Last week saw positive newsflow on both Brexit and the trade war, and so risk assets benefited. Brexit news buoyed UK domestic equities, and sterling, while global trade stocks rallied on trade war developments. A relief rally, in more ways than one for some.
Markets like a simple story. Human nature drives the market’s nature and, more than anything, the market wants closure here. But, despite what populists preach, there are few simple solutions to the complex issues that drive these political dynamics and this is unlikely to be the end of either issue.
Of course, Brexit and the trade wars have many similarities. Their roots can both be found in a rejection of globalisation, and an increased preference for self-determination, which have been fed by increased inequality and a sense that politicians are not keeping their side of the social contract. But they are also different in many ways, with very different pressures points and timescales. Therefore, it is wise to separate the two developments, rather than simply enjoying the slam dunk euphoric moment as markets did.
On more sober reflection, the Brexit newsflow is undoubtedly positive and the risk of no-deal has fallen materially. Nevertheless, the latest proposal to solve the complex Irish/British border issue is in itself complex, tip-toeing as it does around many of the red lines of the EU, ERG and DUP. Risks remain. Turning to the trade war, at best we think recent negotiations will lead to a temporary truce, as the world’s two heavyweight economies are likely to continue to jostle for economic and geopolitical position. So, we would argue that the risks of a non-market friendly Brexit outcome have fallen materially, though trade war risks remain pretty opaque.
It was indeed a week of politics, rather than a week of hard data. However, fundamentals have a knack of reasserting themselves, so they are worth a mention here too. From a top-down perspective, there has been no sustained macro data to suggest that we are in anything but a global slowdown, where central banks are in easing mode, and the pressure for fiscal stimulus is on the rise. That said, if we get a sustained “solution” to either Brexit or the trade wars, expect more positive financial market conditions, and positive sentiment more generally, to provide a boost to economic growth. Meanwhile, the third quarter corporate earnings season is now underway and so expect to gain some sense of what the fourth quarter holds from company guidance.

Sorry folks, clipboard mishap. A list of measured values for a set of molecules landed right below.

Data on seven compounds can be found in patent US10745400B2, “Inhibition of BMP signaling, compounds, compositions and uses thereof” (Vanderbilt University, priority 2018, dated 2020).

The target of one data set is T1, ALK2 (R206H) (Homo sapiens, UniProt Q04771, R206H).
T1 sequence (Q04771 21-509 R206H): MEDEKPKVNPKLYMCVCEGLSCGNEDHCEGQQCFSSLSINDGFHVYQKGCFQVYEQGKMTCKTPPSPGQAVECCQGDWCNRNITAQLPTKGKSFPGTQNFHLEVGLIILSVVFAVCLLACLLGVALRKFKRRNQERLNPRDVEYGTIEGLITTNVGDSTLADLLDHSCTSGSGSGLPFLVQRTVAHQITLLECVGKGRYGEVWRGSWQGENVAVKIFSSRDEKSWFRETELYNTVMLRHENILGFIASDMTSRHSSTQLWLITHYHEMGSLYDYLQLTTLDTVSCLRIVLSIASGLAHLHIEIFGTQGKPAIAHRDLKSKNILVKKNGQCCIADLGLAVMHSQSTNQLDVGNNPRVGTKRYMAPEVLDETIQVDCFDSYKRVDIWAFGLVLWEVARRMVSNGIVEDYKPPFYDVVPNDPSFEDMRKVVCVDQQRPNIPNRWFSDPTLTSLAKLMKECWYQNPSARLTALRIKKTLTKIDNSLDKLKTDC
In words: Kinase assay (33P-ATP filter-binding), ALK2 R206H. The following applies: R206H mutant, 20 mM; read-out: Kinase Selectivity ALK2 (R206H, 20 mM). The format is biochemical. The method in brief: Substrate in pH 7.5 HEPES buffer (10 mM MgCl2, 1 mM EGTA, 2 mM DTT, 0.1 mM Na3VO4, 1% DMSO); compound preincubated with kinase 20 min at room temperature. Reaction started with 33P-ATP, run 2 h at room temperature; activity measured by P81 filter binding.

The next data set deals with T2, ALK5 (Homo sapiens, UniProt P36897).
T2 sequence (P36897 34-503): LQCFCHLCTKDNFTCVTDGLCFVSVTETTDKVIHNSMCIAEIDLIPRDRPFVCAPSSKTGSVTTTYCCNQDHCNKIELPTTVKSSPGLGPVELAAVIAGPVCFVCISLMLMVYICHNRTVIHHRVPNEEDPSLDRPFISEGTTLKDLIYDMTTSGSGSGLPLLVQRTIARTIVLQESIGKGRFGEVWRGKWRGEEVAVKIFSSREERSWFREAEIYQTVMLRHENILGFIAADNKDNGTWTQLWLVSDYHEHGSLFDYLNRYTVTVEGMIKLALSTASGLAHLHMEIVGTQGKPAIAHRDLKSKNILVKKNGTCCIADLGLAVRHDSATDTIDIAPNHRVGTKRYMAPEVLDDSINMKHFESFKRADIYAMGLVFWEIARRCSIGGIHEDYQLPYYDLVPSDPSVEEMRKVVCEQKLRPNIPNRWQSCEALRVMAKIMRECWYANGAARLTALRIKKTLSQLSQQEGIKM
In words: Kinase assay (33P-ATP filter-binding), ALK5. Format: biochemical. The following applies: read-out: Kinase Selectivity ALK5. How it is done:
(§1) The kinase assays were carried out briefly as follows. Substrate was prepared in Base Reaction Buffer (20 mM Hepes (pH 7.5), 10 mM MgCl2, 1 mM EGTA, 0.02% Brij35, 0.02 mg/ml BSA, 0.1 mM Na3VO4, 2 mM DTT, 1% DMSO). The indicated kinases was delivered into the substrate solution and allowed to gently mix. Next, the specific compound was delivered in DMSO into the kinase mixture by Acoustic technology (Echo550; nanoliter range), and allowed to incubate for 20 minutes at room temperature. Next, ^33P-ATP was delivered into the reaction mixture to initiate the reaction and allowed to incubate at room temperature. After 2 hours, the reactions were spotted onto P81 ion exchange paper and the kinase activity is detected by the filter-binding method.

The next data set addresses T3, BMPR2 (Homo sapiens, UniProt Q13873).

Turning to portfolio construction, we continue to view political developments from a risk, rather than return, perspective, particularly when it comes to currency exposure. In practice, this means we have reduced our overseas currency exposure, by increasing our hedge back into sterling, thereby limiting the impact of a much more volatile sterling on total portfolio risk. It is a view on volatility, rather than on the direction or level of sterling. We have also been adding to our UK domestic equity exposure, including REITs, as risks have subsided and valuations remain attractive.
More generally, reflecting our pragmatic approach, we continue to add slowly to more cyclical equity with positive share price momentum, while trimming defensive equity where momentum is fading. In aggregate though, we retain a defensive bias, reflecting ongoing uncertainty around economic growth prospects. Beyond the macro, portfolio themes continue to provide some insulation from the economic cycle. For example, renewable energy continues to benefit from technological developments that reduce the cost of solar and wind power, against the backdrop of a volatile oil price and the increasing relevance of ESG. As a result, we have also added to the renewable energy theme.
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Source for information: Miton as at 16/10/2019 unless otherwise stated.
The views expressed are those of the fund manager at the time of writing and are subject to change without notice. They are not necessarily the views of Miton and do not constitute investment advice.
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